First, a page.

Physics - Astronomy / Space Science - 29.11.2012
Paradigm shift offers a new look at the beginning of time
Paradigm shift offers a new look at the beginning of time
UNIVERSITY PARK, Pa. A new paradigm for understanding the earliest eras in the history of the universe has been developed by scientists at Penn State University. Using techniques from an area of modern physics called loop quantum cosmology, developed at Penn State, the scientists now have extended analyses that include quantum physics farther back in time than ever before - all the way to the beginning.

Physics - Electroengineering - 28.11.2012
Research discovery could revolutionise semiconductor manufacture
A completely new method of manufacturing the smallest structures in electronics could make their manufacture thousands of times quicker, allowing for cheaper semiconductors. Instead of starting from a silicon wafer or other substrate, as is usual today, researchers have made it possible for the structures to grow from freely suspended nanoparticles of gold in a flowing gas.

Physics - Electroengineering - 28.11.2012
Research Helps Improve Nano-manufacturing with Nanometer-scale Diamond Tip
Research Helps Improve Nano-manufacturing with Nanometer-scale Diamond Tip
One of the most promising innovations of nanotechnology has been the ability to perform rapid nanofabrication using nanometer-scale tips. Heating such tips can dramatically increase fabrication speeds, but high speed and high temperature have been known to blunt their atomically sharp points. Now, research conducted by a team that included the University of Pennsylvania's Robert Carpick and Tevis Jacobs has created a new type of nano-tip for thermal processing, which is made entirely made out of diamond.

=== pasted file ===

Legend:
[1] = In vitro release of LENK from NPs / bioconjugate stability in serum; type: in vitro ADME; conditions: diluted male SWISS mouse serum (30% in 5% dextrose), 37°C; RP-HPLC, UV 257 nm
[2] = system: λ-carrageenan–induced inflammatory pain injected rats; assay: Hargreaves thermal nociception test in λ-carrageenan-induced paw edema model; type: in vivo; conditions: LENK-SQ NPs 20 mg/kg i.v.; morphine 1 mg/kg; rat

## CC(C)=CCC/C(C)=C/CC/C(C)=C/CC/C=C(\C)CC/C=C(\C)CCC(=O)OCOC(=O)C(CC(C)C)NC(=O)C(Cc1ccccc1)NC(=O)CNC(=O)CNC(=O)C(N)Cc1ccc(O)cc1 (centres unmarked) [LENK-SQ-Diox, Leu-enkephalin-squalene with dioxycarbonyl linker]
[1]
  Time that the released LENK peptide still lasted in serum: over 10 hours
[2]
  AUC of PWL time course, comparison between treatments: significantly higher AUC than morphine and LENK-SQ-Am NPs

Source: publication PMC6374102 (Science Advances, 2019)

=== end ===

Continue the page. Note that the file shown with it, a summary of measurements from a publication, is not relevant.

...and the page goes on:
Physics - Astronomy / Space Science - 28.11.2012
Graphite experiment shines new light on giant planets, white dwarfs & laser-driven fusion
An international team led by researchers from the University of Warwick and Oxford University is now dealing with unexpected results of an experiment with strongly heated graphite (up to 17,000 degrees Kelvin). The findings may pose a new problem for physicists working in laser-driven nuclear fusion and may also lead astrophysicists to revise our understanding of the life cycle of giant planets and stars.

Physics - Astronomy / Space Science - 26.11.2012
Researchers test novel power system for space travel
Researchers test novel power system for space travel
The research team recently demonstrated the first use of a heat pipe to cool a small nuclear reactor and power a Stirling engine. "Perhaps one of the more important aspects of this experiment is that it was taken from concept to completion in 6 months for less than a million dollars," said Los Alamos engineer David Dixon.

Physics - Chemistry - 22.11.2012
A Magic Formula to Predict Fracture in Steel
A Magic Formula to Predict Fracture in Steel
Researchers have elucidated a century-old mystery: how hydrogen destroys steels. A new mathematical model predicts this failure in the presence of the destructive atoms. A veritable gangrene for steels and other structural metals, hydrogen is one of the most important causes of ruptures in industrial parts, such as pipelines.

Physics - Life Sciences - 20.11.2012
Nanoscale ’rainbows’ could lead to improved solar cells and TV screens
New research at King's College London may lead to improved solar cells and LED-displays. Researchers from the Biophysics and Nanotechnology Group at King's, led by Anatoly Zayats in the Department of Physics have demonstrated in detail how to separate colours and create ‘rainbows' using nanoscale structures on a metal surface.
1 2 3 4 5 ... 17 Next »